It drove them right into the arms of the very types of people who knew just how to exploit that insanity. Just as the Far Left had gone completely off the rails in the 1970’s – yes, the American left was once the bastion for bizarre cults of personality, bombers, terrorists, conspiracy theorists, mass murderers and such – this time it was the Far Right that attracted the majority of the crazy.
During the two decades leading up to the financial and economic crash of 2008, the right and far right built out an unprecedented new multimedia infrastructure. There are now ten times as many talk radio stations as there were in the 1980’s. Of the several shows with the largest audiences, all but one are about politics and government by and for right-wingers, with a combined daily audience of forty-five million. (The other show provides “biblically based” financial advice aimed at evangelicals, and directly behind those is Coast to Coast AM, the nightly conspiracy-and-magic-and-falsehood clearinghouse.)
In a decade, from 1996-2007, we got Fox News, the Drudge Report, Infowars, and Breitbart, with Facebook, YouTube, and Twitter as free global platforms for all of them, their followers and wannabes…During the month before the 2016 election as many people “interacted” with Fox News stories on Facebook as they did with stories from CNN, The New York Times, The Washington Post and The Wall Street Journal combined.
As has been well documented, a huge number of people can no longer tell the difference between news and opinion, fact and fiction, when they read and watch each day. More disturbing is the fact that so few of them seem to mind or even want to know the veracity of what they’re consuming.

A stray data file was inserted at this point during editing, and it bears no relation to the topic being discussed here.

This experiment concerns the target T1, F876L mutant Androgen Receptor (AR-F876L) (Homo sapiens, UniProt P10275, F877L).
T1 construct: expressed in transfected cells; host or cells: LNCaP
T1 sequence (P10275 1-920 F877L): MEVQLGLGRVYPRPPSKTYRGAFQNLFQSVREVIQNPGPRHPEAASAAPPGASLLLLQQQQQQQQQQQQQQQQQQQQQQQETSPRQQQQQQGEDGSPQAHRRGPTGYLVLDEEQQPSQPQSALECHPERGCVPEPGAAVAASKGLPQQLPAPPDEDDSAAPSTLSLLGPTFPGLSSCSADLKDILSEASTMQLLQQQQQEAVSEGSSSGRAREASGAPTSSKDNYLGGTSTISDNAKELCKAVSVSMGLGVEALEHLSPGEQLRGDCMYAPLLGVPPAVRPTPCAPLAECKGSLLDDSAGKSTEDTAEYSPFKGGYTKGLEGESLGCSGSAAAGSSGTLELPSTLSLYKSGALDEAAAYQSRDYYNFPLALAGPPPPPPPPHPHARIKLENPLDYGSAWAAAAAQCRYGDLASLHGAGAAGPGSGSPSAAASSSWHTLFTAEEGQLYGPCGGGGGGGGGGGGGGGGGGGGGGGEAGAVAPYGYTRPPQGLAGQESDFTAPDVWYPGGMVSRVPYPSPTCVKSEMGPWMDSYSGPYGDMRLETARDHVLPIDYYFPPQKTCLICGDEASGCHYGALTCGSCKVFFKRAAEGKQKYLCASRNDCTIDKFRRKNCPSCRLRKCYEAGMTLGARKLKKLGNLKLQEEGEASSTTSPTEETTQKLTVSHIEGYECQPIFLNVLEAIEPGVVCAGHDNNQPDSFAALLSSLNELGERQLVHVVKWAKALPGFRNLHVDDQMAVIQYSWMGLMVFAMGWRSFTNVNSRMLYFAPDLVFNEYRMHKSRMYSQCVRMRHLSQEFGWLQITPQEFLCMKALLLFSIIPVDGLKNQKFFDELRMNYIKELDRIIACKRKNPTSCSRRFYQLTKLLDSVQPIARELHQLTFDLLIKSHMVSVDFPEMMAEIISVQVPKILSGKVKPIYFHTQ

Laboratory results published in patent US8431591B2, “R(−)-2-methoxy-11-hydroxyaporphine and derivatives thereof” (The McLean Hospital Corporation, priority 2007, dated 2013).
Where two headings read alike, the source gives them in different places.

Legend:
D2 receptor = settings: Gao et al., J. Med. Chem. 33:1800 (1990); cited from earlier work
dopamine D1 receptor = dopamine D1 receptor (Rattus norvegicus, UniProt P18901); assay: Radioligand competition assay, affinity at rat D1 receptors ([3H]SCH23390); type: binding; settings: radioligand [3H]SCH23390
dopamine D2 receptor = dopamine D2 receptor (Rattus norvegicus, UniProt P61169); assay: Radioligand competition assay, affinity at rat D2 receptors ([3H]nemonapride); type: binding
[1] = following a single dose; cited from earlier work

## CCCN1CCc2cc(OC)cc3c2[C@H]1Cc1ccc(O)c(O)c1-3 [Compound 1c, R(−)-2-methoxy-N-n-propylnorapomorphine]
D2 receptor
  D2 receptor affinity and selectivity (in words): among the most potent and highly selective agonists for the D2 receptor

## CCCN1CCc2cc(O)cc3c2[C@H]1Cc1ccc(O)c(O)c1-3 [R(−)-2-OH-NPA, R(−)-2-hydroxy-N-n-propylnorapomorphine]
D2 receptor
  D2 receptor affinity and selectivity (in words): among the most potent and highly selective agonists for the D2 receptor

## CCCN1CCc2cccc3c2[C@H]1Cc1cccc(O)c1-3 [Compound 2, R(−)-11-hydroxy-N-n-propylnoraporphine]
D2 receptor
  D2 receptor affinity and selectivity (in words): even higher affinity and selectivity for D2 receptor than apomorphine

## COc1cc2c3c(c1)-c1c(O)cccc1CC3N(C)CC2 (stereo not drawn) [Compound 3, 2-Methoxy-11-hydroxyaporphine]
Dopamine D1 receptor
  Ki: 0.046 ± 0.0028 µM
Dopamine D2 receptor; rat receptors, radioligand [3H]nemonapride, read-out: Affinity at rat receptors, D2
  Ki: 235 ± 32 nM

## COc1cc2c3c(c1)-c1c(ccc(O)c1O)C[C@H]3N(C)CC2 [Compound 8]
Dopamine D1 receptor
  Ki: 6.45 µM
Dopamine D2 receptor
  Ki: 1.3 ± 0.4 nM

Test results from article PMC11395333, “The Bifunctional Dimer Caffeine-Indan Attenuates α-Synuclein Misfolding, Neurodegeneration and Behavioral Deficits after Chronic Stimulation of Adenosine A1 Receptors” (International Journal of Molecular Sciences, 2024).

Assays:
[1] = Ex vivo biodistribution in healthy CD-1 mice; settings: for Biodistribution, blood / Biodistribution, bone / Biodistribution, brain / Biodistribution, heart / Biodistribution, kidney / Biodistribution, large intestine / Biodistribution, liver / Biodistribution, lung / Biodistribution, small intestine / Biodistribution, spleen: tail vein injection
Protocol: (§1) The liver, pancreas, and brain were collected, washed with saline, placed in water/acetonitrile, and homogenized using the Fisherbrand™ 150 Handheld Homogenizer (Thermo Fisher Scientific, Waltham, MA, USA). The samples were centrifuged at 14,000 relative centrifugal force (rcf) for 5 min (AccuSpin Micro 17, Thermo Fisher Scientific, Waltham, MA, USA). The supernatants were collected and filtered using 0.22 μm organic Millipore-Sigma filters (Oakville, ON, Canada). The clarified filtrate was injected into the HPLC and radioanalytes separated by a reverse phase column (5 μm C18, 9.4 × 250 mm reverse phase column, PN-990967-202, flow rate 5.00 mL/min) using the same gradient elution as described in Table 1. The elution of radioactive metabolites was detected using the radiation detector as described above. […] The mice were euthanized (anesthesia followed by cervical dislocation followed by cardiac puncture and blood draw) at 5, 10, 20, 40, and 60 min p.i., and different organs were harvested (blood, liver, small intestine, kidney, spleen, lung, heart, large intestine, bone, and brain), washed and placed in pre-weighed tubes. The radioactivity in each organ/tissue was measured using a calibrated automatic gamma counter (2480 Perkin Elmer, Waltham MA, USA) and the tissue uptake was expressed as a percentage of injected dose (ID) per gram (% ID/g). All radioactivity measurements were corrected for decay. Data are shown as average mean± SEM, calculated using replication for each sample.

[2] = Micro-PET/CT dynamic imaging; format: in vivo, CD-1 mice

They now knowingly elect officials to run the country and represent them who share in this willful denial of reality. And what they love most about it is that it allows them to never have to confront facts that conflict with their beliefs, they can just be fed an “alternative” set of facts instead. What they love the second most is how mad it makes the rest of the people – people, whom, they believe have taken something away from them. We have revenge elections now, an entirely new phenomenon in American politics and one that no one was prepared for.
Some of the arsonists have expressed contrition for this thing they’ve unleashed. Facebook, Twitter and Google have hired thousands of new employees in the last couple of years in the hopes that they can “clean up” their platforms before a consumer revolt or a government intervention takes place. Even some of the authors of these alternate realities are beginning to see the damage they’ve done (although not most of them, there’s too much money still to be made)…
Skepticism of the press and of academic experts has been a paramount fetish on the right for years, which effectively trained two generations of Americans to disbelieve facts at odds with their opinions. “For years, as a conservative radio talk show host,” Charlie Sykes wrote in early 2017, “I played a role in that conditioning by hammering the mainstream media for its bias and double standards. But the price turned out to be far higher than I imagined. The cumulative effect of the attacks was to…destroy much of the right’s immunity to false information.” The conservative talk-radio host John Ziegler made a similar confession in 2016: “We’ve effectively brainwashed the core of our audience. And now it’s gone too far. Because the gatekeepers have lost all credibility in the minds of consumers, I don’t see how you reverse it.”
What began as a playful evolution throughout our nation’s history – from medicine shows to PT Barnum, Civil War reenactments to renaissance faires, Disneyland to Las Vegas, reality TV to video games, has now turned into an immunity to false information where it really counts – our ability to govern and to be governed.
I don’t know where it goes from here, but Andersen’s book is the only primer you need to read in order to understand how we got here.
Buy it and read it: